Aaron Lansky

Outwitting History

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This true story of a quest to save Jewish literature is “a detective story, a profound history lesson, and a poignant evocation of a bygone world” (The Boston Globe).
In 1980 an entire body of Jewish literature—the physical remnant of Yiddish culture—was on the verge of extinction. Precious volumes that had survived Hitler and Stalin were being passed down from older generations of immigrants to their non-Yiddish-speaking children, only to be discarded or destroyed. So Aaron Lansky, a twenty-three-year-old graduate student, issued a worldwide appeal for unwanted Yiddish works.
Lansky’s passion led him to travel from house to house collecting the books—and the stories of these Jewish refugees and the vibrant intellectual world they inhabited. He and a team of volunteers salvaged books from dusty attics, crumbling basements, demolition sites, and dumpsters. When they began, scholars thought that fewer than seventy thousand Yiddish books existed. In fact, Lansky’s project would go on to save over 1.5 million volumes, from famous writers like Sholem Aleichem and I. B. Singer to one-of-a-kind Soviet prints. This true account of his journey is both “extraordinary” (The Boston Globe) and “entertaining” (Los Angeles Times).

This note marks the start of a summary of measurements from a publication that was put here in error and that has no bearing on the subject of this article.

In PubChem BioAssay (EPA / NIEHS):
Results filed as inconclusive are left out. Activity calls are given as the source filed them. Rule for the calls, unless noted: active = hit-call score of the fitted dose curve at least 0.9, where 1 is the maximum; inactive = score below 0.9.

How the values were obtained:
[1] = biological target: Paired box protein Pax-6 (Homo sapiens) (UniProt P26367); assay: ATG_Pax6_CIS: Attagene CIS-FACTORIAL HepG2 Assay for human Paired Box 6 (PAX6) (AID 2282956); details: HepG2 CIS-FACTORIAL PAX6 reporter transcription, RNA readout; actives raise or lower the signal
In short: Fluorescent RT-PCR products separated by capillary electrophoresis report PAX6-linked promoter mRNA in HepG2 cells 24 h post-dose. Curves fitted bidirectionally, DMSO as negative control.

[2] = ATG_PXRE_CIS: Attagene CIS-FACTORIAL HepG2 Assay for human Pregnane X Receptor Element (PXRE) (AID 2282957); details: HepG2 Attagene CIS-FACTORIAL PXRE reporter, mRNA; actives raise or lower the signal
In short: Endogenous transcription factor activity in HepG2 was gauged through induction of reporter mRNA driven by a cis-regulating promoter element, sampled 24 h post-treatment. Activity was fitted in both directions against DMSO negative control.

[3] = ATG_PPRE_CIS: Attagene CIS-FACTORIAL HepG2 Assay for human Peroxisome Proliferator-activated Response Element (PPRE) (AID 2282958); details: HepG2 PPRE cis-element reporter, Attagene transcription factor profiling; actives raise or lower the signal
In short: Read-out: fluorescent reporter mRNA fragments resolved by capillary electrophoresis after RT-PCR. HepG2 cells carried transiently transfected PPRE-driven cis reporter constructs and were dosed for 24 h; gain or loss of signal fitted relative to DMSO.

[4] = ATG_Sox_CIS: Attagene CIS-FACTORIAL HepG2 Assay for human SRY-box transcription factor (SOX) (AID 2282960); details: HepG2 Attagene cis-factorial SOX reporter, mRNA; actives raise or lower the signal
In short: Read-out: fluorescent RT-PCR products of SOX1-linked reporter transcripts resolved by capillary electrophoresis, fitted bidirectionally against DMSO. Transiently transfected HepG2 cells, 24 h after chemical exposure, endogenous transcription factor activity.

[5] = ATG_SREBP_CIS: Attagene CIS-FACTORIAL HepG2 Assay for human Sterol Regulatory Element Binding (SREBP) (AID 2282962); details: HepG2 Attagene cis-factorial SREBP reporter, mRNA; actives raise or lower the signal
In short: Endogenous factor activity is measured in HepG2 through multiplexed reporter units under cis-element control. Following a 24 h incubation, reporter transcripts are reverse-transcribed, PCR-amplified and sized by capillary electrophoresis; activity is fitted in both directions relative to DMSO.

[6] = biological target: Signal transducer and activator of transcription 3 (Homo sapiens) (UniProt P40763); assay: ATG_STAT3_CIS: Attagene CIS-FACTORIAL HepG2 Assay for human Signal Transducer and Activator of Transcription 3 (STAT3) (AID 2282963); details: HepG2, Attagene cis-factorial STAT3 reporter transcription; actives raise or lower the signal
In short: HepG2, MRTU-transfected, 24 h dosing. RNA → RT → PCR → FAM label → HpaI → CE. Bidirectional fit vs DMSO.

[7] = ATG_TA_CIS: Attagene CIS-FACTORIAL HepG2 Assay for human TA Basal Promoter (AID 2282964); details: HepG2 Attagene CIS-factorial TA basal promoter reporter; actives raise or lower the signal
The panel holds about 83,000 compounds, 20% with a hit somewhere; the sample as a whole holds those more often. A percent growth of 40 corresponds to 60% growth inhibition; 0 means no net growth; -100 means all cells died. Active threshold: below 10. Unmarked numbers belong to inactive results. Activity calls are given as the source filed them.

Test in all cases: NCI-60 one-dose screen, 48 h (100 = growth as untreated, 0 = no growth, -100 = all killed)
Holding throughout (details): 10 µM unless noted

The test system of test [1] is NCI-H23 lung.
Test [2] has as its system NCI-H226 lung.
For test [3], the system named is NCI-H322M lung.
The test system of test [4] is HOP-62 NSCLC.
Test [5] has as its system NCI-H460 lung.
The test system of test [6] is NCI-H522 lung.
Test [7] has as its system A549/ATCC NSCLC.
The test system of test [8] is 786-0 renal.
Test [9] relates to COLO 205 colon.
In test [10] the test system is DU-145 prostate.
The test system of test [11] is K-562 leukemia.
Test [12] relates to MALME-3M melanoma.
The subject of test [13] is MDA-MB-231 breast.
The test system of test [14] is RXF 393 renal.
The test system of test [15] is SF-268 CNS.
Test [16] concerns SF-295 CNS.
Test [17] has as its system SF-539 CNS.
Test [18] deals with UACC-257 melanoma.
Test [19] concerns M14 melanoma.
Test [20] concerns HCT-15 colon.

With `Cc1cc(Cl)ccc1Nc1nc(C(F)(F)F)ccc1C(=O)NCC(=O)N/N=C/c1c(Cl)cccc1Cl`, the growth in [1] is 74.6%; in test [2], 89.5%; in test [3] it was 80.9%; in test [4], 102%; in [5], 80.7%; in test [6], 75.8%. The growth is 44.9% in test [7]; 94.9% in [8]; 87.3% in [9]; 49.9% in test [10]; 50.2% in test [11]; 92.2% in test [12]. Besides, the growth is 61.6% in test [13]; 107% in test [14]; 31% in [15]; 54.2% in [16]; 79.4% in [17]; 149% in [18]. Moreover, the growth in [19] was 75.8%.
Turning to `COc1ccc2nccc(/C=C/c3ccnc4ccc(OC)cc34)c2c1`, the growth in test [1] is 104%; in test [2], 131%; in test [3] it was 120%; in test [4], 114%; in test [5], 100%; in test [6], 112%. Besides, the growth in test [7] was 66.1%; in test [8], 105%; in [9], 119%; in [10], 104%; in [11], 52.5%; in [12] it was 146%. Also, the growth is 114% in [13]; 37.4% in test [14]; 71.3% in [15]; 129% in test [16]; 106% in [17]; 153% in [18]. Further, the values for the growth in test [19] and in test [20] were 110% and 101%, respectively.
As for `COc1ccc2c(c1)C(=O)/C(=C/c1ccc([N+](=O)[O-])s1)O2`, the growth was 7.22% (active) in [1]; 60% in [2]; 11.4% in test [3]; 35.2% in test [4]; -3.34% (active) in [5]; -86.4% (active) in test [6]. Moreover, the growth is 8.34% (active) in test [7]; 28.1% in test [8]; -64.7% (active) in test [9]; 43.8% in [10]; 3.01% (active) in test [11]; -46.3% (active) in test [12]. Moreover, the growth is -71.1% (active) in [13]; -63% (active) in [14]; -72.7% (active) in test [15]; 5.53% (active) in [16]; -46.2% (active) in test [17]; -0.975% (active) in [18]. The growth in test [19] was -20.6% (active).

“Lansky charmingly describes his adventures as president and founder of the National Yiddish Book Center, which now has new headquarters at Hampshire College in Amherst, Mass. To Lansky, Yiddish literature represented an important piece of Jewish cultural history, a link to the past and a memory of a generation lost to the Holocaust. Lansky’s account of salvaging books is both hilarious and moving, filled with Jewish humor, conversations with elderly Jewish immigrants for whom the books evoke memories of a faraway past, stories of desperate midnight rescues from rain-soaked dumpsters, and touching accounts of Lansky’s trips to what were once thriving Jewish communities in Europe. The book is a testimony to his love of Judaism and literature and his desire to make a difference in the world.” —Publishers Weekly
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362 printed pages
Original publication
2005

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